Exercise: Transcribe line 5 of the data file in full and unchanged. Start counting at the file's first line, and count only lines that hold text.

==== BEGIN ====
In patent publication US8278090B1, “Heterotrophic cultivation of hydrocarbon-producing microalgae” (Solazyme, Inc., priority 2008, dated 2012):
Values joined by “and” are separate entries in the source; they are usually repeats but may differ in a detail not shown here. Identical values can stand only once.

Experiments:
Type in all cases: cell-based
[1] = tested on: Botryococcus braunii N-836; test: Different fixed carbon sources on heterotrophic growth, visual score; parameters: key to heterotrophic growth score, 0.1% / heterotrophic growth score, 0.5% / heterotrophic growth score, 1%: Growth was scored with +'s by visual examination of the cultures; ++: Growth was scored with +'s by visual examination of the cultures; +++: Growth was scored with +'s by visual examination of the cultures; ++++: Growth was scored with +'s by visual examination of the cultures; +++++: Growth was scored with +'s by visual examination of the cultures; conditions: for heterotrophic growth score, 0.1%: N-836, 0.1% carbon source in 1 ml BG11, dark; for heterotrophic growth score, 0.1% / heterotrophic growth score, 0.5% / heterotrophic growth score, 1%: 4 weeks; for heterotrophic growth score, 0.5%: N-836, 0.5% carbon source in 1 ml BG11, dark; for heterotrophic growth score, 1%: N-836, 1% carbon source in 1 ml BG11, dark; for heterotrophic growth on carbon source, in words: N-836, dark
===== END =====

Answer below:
[1] = tested on: Botryococcus braunii N-836; test: Different fixed carbon sources on heterotrophic growth, visual score; parameters: key to heterotrophic growth score, 0.1% / heterotrophic growth score, 0.5% / heterotrophic growth score, 1%: Growth was scored with +'s by visual examination of the cultures; ++: Growth was scored with +'s by visual examination of the cultures; +++: Growth was scored with +'s by visual examination of the cultures; ++++: Growth was scored with +'s by visual examination of the cultures; +++++: Growth was scored with +'s by visual examination of the cultures; conditions: for heterotrophic growth score, 0.1%: N-836, 0.1% carbon source in 1 ml BG11, dark; for heterotrophic growth score, 0.1% / heterotrophic growth score, 0.5% / heterotrophic growth score, 1%: 4 weeks; for heterotrophic growth score, 0.5%: N-836, 0.5% carbon source in 1 ml BG11, dark; for heterotrophic growth score, 1%: N-836, 1% carbon source in 1 ml BG11, dark; for heterotrophic growth on carbon source, in words: N-836, dark